When I think of State-based cultural-ideological diffusion I think of the US Fulbright program (I am a former Fulbrighter) or some of the NZ scholarship schemes for Pacifika youth. When I think of private cultural-ideological diffusion I think of missionaries and sports exchange programs. Neither PRC influence campaigns or US alt-Right cultural-ideological diffusion operations fit this typology, nor do I think that the objectives are the same: the PRC wants to control local government policy via influence operations, whereas the alt-Right campaigners want to destroy or overthrow the system of governance as given. What they have in common is their disdain for liberal democracy and willingness to subvert it.
A time worn fascist and neo fascist tactic is co-option. Even the German Nazis had “Socialist” in their party title as many have noted–mostly erroneously as they try and ascribe Herr Hitler to contemporary proponents of socialism or even social democracy.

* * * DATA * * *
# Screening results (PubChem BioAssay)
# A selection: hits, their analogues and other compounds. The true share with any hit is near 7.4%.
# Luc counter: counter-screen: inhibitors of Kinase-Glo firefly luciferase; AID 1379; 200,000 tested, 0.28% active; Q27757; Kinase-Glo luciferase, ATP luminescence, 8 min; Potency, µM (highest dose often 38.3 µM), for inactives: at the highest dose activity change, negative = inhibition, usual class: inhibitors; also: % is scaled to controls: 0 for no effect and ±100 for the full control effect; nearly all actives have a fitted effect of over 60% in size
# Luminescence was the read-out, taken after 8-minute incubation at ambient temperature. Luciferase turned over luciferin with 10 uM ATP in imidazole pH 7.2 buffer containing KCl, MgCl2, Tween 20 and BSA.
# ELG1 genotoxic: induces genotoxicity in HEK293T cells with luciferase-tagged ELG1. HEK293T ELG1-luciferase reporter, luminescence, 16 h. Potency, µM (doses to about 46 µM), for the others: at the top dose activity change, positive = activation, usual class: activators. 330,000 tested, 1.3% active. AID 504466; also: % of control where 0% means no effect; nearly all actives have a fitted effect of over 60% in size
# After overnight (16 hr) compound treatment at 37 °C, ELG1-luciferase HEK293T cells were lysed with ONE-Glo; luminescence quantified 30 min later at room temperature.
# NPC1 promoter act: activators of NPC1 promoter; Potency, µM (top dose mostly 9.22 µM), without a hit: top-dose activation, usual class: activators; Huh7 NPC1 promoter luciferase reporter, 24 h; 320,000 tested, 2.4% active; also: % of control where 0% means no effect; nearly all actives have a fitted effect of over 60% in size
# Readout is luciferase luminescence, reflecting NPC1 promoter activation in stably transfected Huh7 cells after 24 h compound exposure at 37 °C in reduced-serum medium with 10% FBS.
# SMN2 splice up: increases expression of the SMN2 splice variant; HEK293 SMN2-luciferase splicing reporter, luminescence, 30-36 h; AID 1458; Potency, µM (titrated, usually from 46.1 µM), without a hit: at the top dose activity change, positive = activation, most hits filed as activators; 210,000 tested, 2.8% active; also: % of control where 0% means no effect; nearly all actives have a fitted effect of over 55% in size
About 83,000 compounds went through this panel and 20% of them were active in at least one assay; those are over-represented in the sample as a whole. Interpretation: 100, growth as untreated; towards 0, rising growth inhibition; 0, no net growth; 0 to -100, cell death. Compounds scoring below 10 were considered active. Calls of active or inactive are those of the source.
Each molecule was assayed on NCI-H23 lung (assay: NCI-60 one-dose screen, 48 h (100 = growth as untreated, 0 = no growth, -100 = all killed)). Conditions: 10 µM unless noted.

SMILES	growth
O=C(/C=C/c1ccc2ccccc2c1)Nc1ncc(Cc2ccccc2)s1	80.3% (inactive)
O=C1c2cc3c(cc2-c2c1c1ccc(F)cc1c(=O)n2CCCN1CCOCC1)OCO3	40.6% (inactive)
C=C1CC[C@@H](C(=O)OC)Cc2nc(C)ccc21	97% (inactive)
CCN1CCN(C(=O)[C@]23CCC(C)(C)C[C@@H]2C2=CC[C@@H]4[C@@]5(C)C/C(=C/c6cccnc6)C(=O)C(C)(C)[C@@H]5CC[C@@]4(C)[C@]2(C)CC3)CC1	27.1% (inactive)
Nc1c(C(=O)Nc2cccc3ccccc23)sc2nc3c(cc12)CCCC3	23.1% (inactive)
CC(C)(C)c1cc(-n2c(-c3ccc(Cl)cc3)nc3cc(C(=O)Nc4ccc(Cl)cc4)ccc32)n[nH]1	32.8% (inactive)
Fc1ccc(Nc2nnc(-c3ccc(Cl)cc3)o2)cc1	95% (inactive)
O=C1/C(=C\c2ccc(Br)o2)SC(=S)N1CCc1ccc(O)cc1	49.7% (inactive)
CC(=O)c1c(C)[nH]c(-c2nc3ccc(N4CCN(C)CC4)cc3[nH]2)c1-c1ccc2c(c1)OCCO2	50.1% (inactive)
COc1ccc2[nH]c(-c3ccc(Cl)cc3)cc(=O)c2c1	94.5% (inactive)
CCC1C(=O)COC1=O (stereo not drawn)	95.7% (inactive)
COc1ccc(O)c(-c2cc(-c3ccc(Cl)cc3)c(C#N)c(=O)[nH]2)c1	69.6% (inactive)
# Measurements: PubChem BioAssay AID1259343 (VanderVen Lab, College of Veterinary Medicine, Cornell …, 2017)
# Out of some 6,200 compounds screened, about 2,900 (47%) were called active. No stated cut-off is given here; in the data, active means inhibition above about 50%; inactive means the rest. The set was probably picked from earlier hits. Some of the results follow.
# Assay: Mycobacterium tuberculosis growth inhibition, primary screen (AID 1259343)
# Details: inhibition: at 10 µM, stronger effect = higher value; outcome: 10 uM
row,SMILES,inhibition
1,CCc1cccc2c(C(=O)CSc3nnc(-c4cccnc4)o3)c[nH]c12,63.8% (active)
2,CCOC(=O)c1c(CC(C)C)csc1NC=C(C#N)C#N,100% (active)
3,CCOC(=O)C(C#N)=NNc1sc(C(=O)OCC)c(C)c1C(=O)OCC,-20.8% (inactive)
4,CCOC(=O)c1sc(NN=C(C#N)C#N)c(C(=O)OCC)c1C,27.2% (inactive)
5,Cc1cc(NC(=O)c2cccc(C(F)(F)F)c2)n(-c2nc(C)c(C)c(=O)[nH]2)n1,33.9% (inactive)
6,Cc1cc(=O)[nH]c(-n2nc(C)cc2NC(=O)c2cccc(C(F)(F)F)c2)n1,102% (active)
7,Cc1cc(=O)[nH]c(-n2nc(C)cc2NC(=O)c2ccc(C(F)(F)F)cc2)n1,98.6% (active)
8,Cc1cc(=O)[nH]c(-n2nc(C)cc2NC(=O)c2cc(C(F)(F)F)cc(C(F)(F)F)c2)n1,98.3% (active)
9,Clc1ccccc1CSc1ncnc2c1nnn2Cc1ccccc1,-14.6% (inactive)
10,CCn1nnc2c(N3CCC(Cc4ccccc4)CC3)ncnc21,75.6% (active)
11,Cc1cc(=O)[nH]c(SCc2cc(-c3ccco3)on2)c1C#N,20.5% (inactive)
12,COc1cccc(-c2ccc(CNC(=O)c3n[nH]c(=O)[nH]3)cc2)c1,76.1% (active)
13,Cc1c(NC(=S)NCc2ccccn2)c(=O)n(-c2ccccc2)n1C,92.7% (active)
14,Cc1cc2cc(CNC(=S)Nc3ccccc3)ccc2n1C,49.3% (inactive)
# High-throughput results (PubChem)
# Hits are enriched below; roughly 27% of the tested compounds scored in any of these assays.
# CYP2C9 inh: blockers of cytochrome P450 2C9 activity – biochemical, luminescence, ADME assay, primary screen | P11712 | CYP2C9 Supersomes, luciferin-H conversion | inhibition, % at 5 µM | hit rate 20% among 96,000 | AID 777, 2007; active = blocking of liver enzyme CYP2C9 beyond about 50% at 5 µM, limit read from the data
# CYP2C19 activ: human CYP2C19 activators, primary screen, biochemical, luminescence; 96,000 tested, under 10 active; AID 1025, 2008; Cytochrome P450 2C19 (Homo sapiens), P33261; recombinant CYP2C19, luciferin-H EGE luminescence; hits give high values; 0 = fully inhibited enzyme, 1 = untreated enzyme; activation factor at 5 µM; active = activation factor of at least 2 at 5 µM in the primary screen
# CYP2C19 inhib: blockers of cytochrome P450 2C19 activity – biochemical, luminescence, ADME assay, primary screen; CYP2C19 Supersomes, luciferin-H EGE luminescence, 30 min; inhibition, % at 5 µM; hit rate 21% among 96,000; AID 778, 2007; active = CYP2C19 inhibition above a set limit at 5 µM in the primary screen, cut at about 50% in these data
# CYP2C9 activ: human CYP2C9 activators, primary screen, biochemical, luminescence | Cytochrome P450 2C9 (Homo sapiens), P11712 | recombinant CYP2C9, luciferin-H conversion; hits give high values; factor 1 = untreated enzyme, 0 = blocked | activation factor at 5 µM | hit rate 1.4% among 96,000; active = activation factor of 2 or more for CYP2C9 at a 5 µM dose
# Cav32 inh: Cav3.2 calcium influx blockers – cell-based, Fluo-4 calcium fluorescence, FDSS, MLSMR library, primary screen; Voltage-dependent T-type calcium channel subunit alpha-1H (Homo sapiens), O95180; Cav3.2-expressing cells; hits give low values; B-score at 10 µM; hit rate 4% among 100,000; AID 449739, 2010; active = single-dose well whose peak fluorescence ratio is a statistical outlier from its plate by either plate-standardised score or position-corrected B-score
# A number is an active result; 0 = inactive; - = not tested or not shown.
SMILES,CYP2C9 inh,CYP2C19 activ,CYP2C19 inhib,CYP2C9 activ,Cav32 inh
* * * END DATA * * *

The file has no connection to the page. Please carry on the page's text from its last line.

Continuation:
It is stomach turning indeed to witness Māori sovereignty flags along side swastikas and Trump banners.
There was a weekly Chinese language newspaper ‘The Capital Chinese News” back in 2004, which published in traditional Chinese characters and was owned by an-expat ethnic Mongolian who hated the communist govt. The paper ran a Tiananmen Square memorial page on June 4th. The PRC was already using the tactics you describe: the Chinese Embassy immediately cut off all advertising (and news) from Embassy and PRC govt events, and pressured Chinese companies to stop their advertising too. Even non-PRC based and local companies (such as a Malaysian restaurant) came under pressure. One potent threat against local Chinese was to refuse to issue visa for them to visit family in China – the editor himself was banned from ever returning to China. The current Chinese language newspapers in NZ now are total laji (rubbish). Nobody from Taiwan, Malaysia Singapore, HK bothers to read them these days.